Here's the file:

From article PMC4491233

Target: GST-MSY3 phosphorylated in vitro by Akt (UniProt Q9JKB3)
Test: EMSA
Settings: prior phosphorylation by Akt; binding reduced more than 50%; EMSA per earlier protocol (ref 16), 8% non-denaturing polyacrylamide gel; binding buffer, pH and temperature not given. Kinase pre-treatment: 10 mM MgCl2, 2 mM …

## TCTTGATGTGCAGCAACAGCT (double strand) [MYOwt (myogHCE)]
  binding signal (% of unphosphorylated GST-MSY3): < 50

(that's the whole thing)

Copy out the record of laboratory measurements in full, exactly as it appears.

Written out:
From article PMC4491233

Target: GST-MSY3 phosphorylated in vitro by Akt (UniProt Q9JKB3)
Test: EMSA
Settings: prior phosphorylation by Akt; binding reduced more than 50%; EMSA per earlier protocol (ref 16), 8% non-denaturing polyacrylamide gel; binding buffer, pH and temperature not given. Kinase pre-treatment: 10 mM MgCl2, 2 mM …

## TCTTGATGTGCAGCAACAGCT (double strand) [MYOwt (myogHCE)]
  binding signal (% of unphosphorylated GST-MSY3): < 50